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RECORD RACK

MARIA McKEE "Maria McKee." Geffen *** 1/2:POP STARS ***** Great Balls of Fire **** Knockin' On Heaven's Door *** Good Vibrations ** Maybe Baby * Ain't That a Shame

June 04, 1989|MIKE BOEHM

McKee's former band Lone Justice went from the pinnacle to the pits: an exhilarating debut album, followed by the stilted, overblown "Shelter," a sophomore slump that was just about unforgivable considering McKee's immense raw talent.

But all is forgiven now. The range and ambition on McKee's first solo album are striking, and her powerful voice is fully under control as she renders over-brimming emotions without resorting to over-singing. McKee works within the conventions of country music, gospel and R&B, but her mastery of so many forms is far from conventional.

She treads on risky ground with a couple of derivative dramatic set pieces: "Panic Beach" closely quoting early Bruce Springsteen and Van Morrison, "This Property Is Condemned" echoing Tom Waits' tales of the down-and-out. But McKee pulls them off by digging deep into the songs' characterizations.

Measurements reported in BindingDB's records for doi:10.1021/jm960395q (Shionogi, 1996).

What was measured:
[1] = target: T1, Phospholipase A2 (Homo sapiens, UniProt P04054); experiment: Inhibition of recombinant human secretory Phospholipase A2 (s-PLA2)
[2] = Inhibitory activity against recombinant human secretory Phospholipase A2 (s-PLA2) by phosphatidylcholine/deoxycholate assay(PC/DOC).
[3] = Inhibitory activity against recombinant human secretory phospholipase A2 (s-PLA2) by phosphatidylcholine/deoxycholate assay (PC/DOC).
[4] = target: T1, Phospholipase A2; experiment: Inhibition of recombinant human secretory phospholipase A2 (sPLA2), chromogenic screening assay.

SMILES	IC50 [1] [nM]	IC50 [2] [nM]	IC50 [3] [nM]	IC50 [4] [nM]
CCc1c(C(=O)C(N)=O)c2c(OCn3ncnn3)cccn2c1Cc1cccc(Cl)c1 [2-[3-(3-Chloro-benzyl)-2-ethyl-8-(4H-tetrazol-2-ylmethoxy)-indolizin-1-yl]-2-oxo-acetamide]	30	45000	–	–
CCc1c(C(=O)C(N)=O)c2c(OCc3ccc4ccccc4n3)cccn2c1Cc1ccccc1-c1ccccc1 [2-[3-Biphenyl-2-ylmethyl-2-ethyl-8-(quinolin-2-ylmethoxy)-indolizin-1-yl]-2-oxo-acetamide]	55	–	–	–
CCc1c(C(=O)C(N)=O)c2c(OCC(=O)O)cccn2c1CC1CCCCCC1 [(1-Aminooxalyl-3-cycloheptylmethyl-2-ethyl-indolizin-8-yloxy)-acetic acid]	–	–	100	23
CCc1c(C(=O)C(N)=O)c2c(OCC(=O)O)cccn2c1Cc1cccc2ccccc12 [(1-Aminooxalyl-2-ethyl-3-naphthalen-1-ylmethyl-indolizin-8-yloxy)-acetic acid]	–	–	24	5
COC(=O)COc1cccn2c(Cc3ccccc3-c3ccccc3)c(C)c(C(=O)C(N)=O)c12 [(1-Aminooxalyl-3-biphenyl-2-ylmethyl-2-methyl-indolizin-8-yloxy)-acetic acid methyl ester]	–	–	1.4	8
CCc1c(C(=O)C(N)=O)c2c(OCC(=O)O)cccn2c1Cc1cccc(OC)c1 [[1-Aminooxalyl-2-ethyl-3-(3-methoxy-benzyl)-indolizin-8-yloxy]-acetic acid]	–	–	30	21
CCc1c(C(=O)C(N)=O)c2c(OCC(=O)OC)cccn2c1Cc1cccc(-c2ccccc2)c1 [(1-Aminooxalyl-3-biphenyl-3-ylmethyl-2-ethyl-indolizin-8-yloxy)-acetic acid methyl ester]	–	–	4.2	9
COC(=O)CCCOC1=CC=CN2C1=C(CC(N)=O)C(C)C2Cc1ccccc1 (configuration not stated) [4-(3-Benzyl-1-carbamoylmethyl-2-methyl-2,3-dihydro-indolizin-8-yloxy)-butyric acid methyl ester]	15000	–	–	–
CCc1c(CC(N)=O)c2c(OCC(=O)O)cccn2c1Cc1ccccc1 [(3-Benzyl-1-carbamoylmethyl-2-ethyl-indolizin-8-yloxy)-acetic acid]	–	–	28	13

The album swings between portraits of women reaching to find resources of strength and spiritually informed love, or groping in an emotional darkness of unhealthy obsession or shattered self-esteem. The lost souls have the last word, in an exquisitely simple rendition of Richard and Linda Thompson's heartbreaking "Has He Got a Friend for Me?" Supported by an unegotistical array of all-star players, McKee has jumped out of her Lone Justice slump and into the front rank of the women-in-rock movement.

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